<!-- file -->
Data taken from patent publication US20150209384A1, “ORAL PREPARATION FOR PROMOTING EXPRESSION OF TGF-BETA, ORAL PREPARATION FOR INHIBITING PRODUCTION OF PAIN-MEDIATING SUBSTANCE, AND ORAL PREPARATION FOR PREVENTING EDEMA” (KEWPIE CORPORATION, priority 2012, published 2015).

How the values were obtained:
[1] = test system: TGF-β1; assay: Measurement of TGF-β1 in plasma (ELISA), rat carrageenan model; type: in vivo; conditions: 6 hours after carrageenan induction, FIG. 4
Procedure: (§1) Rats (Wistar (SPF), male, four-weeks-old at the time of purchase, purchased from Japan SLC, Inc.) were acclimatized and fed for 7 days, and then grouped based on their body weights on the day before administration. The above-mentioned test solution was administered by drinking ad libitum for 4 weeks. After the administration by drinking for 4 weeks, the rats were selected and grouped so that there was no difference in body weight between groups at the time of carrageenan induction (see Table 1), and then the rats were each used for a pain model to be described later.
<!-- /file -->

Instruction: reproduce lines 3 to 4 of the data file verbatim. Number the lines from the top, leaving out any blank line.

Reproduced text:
[1] = test system: TGF-β1; assay: Measurement of TGF-β1 in plasma (ELISA), rat carrageenan model; type: in vivo; conditions: 6 hours after carrageenan induction, FIG. 4
Procedure: (§1) Rats (Wistar (SPF), male, four-weeks-old at the time of purchase, purchased from Japan SLC, Inc.) were acclimatized and fed for 7 days, and then grouped based on their body weights on the day before administration. The above-mentioned test solution was administered by drinking ad libitum for 4 weeks. After the administration by drinking for 4 weeks, the rats were selected and grouped so that there was no difference in body weight between groups at the time of carrageenan induction (see Table 1), and then the rats were each used for a pain model to be described later.